But you are looking for mechanics suggestions that would steer you away from card games for a change?
When designing a board game the major advantage you get is that you can provide players with more information to track with relatively more ease, especially positional information. Cards are better at hiding information, but there are many ways to still have hidden information in board games. This is in fact the reason why so many board games these days include various decks of cards.

Before I'd be able to collaborate on board game mechanics though, you'd need to provide a theme and broad brush game idea. I'm not into Euro style games where the theme is almost irrelevant and the mechanics is everything, sorry.

larienna's picture
Joined: 07/28/2008
If you want new ideas for

If you want new ideas for deck building games, take a look at Rune Age. It's an unconventional deck building game, and this is the reason why I prefer this one to the others.

The idea is that you build up an army to attack other players or fulfill objectives. During the process some units will die, which indirectly thin your deck.

Each player has his own set of cards he can recruit from which make each faction unique. There is also 4 different adventures with an event deck of it's own that creates 4 different gameplay (cooperative, competitive, elimination, etc).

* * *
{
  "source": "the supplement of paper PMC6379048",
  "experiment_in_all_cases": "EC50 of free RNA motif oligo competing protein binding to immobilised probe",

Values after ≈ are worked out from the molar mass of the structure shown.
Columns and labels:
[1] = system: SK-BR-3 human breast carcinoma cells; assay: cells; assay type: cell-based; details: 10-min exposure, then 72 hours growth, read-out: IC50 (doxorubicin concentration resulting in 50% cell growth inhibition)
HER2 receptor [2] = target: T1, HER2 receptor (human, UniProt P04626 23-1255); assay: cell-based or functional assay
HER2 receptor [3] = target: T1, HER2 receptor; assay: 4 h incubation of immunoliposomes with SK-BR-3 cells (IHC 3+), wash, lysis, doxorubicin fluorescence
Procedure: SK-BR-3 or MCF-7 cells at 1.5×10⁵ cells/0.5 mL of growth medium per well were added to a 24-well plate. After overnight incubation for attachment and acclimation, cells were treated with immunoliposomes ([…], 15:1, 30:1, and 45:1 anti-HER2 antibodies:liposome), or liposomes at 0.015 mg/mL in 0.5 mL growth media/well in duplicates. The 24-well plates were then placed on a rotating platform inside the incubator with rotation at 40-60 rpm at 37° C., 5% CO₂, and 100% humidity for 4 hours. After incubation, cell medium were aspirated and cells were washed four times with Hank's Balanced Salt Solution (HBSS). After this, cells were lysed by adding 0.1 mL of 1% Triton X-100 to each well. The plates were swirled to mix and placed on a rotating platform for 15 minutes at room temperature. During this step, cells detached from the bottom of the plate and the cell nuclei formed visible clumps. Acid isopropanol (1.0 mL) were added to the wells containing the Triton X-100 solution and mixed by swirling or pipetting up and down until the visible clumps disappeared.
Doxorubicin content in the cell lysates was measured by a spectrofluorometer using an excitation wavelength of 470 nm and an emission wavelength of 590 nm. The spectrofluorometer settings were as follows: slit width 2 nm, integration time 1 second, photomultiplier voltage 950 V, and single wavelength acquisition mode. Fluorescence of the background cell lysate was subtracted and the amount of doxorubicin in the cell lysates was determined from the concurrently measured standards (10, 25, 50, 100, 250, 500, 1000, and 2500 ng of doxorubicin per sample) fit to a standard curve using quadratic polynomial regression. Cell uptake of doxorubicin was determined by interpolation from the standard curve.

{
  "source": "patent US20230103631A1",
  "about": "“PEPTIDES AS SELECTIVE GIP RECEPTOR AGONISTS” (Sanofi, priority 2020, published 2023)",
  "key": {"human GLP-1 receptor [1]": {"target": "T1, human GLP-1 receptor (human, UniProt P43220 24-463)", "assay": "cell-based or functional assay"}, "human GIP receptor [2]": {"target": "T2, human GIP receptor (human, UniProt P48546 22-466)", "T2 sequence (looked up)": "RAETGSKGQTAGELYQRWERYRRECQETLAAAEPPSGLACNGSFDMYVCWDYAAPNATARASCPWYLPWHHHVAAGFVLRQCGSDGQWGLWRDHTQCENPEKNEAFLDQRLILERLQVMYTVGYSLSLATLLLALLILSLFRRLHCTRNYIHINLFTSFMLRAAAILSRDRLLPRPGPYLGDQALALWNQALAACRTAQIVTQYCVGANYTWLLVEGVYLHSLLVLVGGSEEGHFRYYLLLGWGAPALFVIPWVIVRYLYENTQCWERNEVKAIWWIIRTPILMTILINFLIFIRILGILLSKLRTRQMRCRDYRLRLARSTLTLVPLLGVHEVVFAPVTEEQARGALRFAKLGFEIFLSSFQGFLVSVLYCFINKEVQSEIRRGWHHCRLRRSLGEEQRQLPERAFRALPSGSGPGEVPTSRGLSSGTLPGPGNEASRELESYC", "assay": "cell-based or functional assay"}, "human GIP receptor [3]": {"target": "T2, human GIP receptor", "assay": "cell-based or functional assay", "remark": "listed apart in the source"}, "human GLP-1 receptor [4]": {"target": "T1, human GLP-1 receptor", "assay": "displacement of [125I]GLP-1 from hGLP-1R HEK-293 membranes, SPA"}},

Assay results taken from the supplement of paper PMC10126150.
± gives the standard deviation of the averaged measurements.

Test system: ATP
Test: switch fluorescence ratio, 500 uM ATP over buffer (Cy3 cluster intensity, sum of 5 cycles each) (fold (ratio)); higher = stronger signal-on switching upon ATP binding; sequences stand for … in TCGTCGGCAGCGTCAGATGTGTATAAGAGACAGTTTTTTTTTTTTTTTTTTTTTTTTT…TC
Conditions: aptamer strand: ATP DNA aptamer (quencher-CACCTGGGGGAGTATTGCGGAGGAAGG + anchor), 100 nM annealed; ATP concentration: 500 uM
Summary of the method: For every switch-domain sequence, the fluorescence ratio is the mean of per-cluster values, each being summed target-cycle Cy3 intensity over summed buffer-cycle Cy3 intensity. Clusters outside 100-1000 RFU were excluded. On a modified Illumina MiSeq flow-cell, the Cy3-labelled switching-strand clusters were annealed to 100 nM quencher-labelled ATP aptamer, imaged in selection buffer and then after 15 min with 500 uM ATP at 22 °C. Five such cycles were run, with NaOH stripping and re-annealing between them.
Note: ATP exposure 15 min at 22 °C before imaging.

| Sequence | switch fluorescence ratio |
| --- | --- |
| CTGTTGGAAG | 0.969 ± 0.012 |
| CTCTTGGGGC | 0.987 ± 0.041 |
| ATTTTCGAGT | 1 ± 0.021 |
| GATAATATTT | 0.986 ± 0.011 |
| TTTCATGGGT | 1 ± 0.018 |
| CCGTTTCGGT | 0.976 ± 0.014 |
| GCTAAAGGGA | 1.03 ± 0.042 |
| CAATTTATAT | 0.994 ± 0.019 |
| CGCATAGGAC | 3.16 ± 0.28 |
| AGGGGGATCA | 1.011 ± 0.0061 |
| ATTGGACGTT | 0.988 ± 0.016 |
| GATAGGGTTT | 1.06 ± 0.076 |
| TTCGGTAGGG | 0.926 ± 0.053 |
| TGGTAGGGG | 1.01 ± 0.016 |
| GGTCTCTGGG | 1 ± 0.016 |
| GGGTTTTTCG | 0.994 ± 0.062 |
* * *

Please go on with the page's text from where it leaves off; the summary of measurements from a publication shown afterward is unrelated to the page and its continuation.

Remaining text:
There is a video tutorial made by the company on Board Game Geek that explains pretty well the game because the rules are not available.

In overall, the game is not about building up an econimic engine, or identifying powerful card combos.

Joined: 10/05/2009
Deck-Building is not the problem .....

Deck-Building is not the problem, the problem is the tendency of CCG's and TCG's to have random rare cards that is notably better than the existing common card.
If the randomness of rare and other cards are removed for when one get them, i find no problem in DeckBuilding.

So i wonder, why do you want to find an alternative to DeckBuilding?
On obvious alterative is of course pre-made decks ....

larienna's picture
Joined: 07/28/2008
Are we all talking about the

Are we all talking about the same deck building mechanics (non-collectible deck building games).

It could be true that deck building could be some sort of universal mechanic that could represent accurately almost any ideas. So that in the end, all game could become deck builders. It's a bit like quick time event for video games. Anything can be managed with a quick time event.

Personally, I think you should really want to use a deck building mechanics if you think that is the best mechanic for the game.

Else, you could ask your self what it the focus of deck building games: Flexibility, replayability, expandability. If your game does not focus on these elements, then don't use a deck building mechanic.

Syndicate content

forum | by Dr. Radut